A note on our coverage during the Covid-19 pandemic: Local events are still scarce as we come out of the pandemic and news is fairly light. In light of that, Print will remain monthly for the time being. The most recent edition was published on June 17. The next issue is planned for July 15. If that changes, we will let you know in this space here and on our Facebook page. Thanks for sticking with us. Our plan is to keep slowly publishing as we emerge from this pandemic. Please be safe and healthy.
Preservation Pittsburgh files for historic status for Engine Co. No. 28 - The Shadyside firehouse, which once had a pool in the basement is now the Emergency Medical Services headquarters. After the city proposed wrapping the historic limestone firehouse in East Liberty in a metal skin, Preservation Pitsburgh has proposed designating the Shadyside building as historic to protect it from a similar renovation. Find out more about what's happening in the East End by picking up Print at one of our retailers. Never miss another issue by subscribing to Print today.
On newsstands through the middle of July.
Ed Gainey stands on the cusp
of an historic win
State Rep. Ed Gainey unseated incumbent Mayor Bill Peduto in the Democratic Primary.
In a conversation with Print, Gainey said he is not taking a win for granted and running hard for the fall election. In the fall he may face one or more candidates who still have not declared, including Tony Moreno, a retired police officer who ran in the Democratic primary, but gained enough write-in votes in the Republican primary to accept the nomination.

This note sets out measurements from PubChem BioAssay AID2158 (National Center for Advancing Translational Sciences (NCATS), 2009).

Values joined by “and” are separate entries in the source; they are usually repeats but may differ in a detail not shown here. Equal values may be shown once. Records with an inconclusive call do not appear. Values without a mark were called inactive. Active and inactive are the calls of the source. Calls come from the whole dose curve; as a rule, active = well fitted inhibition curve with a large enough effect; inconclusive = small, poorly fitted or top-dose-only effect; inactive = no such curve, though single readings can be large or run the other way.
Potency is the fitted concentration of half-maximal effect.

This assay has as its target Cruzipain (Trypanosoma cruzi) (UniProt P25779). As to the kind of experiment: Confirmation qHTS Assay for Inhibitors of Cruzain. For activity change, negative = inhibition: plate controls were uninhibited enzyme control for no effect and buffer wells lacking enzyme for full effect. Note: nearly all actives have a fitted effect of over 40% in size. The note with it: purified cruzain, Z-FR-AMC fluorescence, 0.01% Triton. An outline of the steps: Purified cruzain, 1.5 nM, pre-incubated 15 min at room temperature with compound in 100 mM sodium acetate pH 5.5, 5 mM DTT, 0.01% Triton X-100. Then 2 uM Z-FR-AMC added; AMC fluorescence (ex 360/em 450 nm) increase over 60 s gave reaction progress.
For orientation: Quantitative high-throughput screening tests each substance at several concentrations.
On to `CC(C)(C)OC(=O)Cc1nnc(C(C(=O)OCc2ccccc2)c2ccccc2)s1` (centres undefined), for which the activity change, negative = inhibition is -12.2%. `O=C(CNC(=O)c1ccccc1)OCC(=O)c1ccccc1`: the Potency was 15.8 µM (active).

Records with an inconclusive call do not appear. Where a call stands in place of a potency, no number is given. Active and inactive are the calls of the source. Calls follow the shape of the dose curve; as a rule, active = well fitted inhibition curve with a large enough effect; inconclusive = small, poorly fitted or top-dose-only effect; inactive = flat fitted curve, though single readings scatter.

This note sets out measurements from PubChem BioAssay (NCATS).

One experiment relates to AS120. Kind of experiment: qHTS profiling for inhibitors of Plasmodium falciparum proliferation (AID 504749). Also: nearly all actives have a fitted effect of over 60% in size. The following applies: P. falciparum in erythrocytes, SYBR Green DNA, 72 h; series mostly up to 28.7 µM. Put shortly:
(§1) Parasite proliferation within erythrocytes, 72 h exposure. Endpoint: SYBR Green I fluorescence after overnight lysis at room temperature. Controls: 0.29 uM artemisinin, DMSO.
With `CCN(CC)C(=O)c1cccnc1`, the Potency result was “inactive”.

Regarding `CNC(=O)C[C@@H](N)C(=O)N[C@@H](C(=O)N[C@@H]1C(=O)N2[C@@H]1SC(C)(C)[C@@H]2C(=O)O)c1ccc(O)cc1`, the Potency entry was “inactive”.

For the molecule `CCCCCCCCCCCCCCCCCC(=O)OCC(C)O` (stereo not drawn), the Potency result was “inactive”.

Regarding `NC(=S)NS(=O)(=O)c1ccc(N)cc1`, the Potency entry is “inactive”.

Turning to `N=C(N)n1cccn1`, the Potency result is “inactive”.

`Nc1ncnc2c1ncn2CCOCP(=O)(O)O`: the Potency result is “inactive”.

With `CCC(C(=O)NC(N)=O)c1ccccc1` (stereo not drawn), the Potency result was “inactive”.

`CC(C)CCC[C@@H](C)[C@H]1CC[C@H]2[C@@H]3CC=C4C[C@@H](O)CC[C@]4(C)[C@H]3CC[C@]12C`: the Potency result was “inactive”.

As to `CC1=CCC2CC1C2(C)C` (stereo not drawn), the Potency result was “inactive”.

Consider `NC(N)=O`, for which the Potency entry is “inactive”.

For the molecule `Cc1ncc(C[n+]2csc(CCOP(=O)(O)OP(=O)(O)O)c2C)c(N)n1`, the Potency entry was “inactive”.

See the full story in the May 13 edition of Print.
Local residents sue Uber for ADA violation
Paul O'Hanlon and three other Pittsburgh residents filed a class action suit against Uber. The company tried to get the claim tossed out of court because its terms of service require arbitration, but the plaintiffs never agreed to those terms, since the company does not have the wheel chair accessible vehicles they need to get around. Their case is that the company violates the Americans With Disabilities Act and a federal Appeals Court agreed they can sue.
Read more about the East End by checking out Print on the newsstands.
Artists come out of the pandemic in full color
Artists who exhibited their work at the “Shadyside Other Arts Festival on Walnut Street” at the end of May showed a lot more color in their work than they used before the pandemic.
The rest of the story is available in Print, on newsstands in the East End.
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